I love to write and used to write daily. It saved me growing up as I didn’t know how to communicate my feelings otherwise. Actually I tried, but since it was often discouraged I used poetry, prose, and short stories to express myself. I began using a journal almost as soon as I learned to write. I guess that makes me a writer; though I have never worn that title. When I started painting it was equally difficult to call myself a painter. In fact, I am still much more comfortable with the title of therapist than artist. I felt like an impostor since I didn’t grow up drawing or making art. I remember falling in love with Julia Cameron’s book, The Artist’s Way, nearly a decade after I took up painting and pursued conceptual assemblage, because she put a voice to my feelings of insecurity and inferiority that stemmed from the competitive nature of Art Education. Holding onto the negative aspects of constructive criticism more than the positive, I often felt inadequate, which fueled the internal message that I wasn’t good enough. In some ways I was right…
Of course I wasn’t as good as the master artists: Picasso, Van Gogh, etc. … I was just getting started, and I certainly wasn’t dedicating nearly as much time as a full-time professional and/or commercial artist.We can always come up short or even feel ‘better than’ if we compare ourselves to others, but in both instances we discount our own journeys and prevent the joy of being ourselves.
I’ve had a long history of discounting my strengths in order to magnify my shortcomings. This only led to me feeling like a complete fraud, not only in art-making, but in most endeavors. Recent example: opening private practice a couple of years ago and now preparing to shift my niche to embrace my love of nature. In fact, starting my own business not only
brought all of my self-doubt to the surface, it became a true test of my commitment to stay the course even when I had no idea if I could really handle such responsibility. It didn’t matter that I had always preferred to work independently. I didn’t care that I had proven success in most every other professional role I’d taken. Instead, all I could hear was the voice of terror and attack that I could’t really work for myself, get paid for work that I love, and make enough to live off of. It didn’t help that I was diagnosed with a chronic disease only days after giving my notice to leave a full-time position. Honestly, I have been wading through my own s#*& ever since and learning not to listen to the stories that want to hold me back.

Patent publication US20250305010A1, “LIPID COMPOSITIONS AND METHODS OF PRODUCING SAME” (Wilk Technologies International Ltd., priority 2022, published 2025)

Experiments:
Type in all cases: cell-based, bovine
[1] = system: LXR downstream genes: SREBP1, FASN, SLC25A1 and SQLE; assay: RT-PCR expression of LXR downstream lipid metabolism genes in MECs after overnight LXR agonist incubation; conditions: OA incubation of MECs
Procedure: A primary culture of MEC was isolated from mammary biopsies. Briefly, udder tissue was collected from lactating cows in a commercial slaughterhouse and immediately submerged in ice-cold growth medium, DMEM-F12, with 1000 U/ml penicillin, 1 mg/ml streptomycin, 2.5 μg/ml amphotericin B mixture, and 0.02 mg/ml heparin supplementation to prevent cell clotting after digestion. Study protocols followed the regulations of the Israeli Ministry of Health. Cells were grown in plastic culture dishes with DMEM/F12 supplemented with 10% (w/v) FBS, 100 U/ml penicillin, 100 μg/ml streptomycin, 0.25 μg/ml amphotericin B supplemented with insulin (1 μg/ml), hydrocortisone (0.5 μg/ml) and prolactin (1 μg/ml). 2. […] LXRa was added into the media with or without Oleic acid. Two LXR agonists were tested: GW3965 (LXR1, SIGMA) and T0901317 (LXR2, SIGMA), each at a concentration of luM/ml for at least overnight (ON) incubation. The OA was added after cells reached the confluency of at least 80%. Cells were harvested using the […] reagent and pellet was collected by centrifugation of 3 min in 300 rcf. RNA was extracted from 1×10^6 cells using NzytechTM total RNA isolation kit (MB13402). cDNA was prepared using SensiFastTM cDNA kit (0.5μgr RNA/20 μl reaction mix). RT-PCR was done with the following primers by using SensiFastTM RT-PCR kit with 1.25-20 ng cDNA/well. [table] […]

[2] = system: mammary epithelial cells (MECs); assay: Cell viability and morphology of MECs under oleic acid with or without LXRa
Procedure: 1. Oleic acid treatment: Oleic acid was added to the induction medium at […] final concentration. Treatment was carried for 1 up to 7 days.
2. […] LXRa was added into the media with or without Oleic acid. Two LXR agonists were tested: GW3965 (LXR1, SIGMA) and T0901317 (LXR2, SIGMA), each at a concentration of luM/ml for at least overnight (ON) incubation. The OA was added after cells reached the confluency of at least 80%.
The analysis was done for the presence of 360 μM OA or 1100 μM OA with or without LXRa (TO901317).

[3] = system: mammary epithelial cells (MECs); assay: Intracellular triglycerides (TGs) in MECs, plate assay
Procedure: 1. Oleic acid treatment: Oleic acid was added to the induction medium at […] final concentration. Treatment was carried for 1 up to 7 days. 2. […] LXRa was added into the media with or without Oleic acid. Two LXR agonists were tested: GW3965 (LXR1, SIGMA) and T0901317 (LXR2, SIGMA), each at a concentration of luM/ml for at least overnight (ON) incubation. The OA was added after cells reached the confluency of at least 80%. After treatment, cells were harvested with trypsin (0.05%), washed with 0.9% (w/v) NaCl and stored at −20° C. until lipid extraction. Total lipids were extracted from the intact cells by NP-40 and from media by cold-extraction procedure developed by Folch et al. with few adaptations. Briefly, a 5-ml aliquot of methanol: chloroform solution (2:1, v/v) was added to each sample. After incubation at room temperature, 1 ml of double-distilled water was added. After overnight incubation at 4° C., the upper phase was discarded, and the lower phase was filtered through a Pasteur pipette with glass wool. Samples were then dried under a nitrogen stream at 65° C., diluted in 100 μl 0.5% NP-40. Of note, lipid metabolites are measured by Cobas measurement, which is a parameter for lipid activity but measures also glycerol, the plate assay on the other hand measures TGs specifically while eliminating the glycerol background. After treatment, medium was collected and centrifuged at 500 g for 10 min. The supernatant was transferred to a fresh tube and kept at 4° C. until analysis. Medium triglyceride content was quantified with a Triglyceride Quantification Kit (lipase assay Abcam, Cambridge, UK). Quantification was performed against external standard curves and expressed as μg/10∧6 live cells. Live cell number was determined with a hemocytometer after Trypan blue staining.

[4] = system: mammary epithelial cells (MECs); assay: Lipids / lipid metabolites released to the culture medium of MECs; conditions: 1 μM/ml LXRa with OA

It was difficult to accept I could be relatively good at something if I wasn’t perfect. Even more difficult is to own and celebrate my strengths. I’ve often been so busy trying to overcompensate for and cover-up my human limitations that I never actually slowed down to truly embrace my many gifts and talents. Instead, I spent most of my life trying to succeed academically, professionally, financially, etc. to prove my worth while also trying to avoid being seen too much for fear of being judged. Chronic self-doubt, also know as the imposter syndrome, kept me striving like a hamster on a wheel. Luckily, I have learned to thank that voice of doubt kindly for trying to protect me from ridicule or harsh critique and proceed anyway. However, it is important to note that a terror barrier can still arise. The terror barrier is the actual physical response to fear and the unknown. You may experience heart palpitations, sweaty palms, tension, decreased appetite or irregular digestion, etc. as you step out of your comfort zone. The trick is to do it anyway…do it scared, expect the fear (aka terror barrier), and keep your eye on the end goal. So, what to do when that voice of doubt sets it to settle the nerves?